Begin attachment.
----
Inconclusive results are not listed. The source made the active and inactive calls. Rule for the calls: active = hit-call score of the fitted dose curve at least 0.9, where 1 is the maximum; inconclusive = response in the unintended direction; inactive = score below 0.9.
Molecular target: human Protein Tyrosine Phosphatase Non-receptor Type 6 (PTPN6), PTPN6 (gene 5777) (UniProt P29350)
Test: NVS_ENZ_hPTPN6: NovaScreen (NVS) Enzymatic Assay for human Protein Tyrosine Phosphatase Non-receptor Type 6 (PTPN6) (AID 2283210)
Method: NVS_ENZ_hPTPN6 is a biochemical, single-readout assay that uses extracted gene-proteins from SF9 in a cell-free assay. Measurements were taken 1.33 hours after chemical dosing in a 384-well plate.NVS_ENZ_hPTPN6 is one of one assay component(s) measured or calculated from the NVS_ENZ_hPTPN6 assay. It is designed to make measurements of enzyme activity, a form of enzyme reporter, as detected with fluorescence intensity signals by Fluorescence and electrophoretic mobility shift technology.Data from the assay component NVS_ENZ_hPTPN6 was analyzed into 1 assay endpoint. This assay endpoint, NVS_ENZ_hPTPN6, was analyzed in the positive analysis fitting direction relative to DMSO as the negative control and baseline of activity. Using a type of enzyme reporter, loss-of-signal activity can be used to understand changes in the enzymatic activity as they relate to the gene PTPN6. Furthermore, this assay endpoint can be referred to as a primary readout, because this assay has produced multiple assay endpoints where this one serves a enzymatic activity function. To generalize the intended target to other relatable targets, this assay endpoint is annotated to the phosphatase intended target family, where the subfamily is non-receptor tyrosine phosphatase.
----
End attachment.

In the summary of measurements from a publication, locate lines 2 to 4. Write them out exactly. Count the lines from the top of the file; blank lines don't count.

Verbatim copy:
Molecular target: human Protein Tyrosine Phosphatase Non-receptor Type 6 (PTPN6), PTPN6 (gene 5777) (UniProt P29350)
Test: NVS_ENZ_hPTPN6: NovaScreen (NVS) Enzymatic Assay for human Protein Tyrosine Phosphatase Non-receptor Type 6 (PTPN6) (AID 2283210)
Method: NVS_ENZ_hPTPN6 is a biochemical, single-readout assay that uses extracted gene-proteins from SF9 in a cell-free assay. Measurements were taken 1.33 hours after chemical dosing in a 384-well plate.NVS_ENZ_hPTPN6 is one of one assay component(s) measured or calculated from the NVS_ENZ_hPTPN6 assay. It is designed to make measurements of enzyme activity, a form of enzyme reporter, as detected with fluorescence intensity signals by Fluorescence and electrophoretic mobility shift technology.Data from the assay component NVS_ENZ_hPTPN6 was analyzed into 1 assay endpoint. This assay endpoint, NVS_ENZ_hPTPN6, was analyzed in the positive analysis fitting direction relative to DMSO as the negative control and baseline of activity. Using a type of enzyme reporter, loss-of-signal activity can be used to understand changes in the enzymatic activity as they relate to the gene PTPN6. Furthermore, this assay endpoint can be referred to as a primary readout, because this assay has produced multiple assay endpoints where this one serves a enzymatic activity function. To generalize the intended target to other relatable targets, this assay endpoint is annotated to the phosphatase intended target family, where the subfamily is non-receptor tyrosine phosphatase.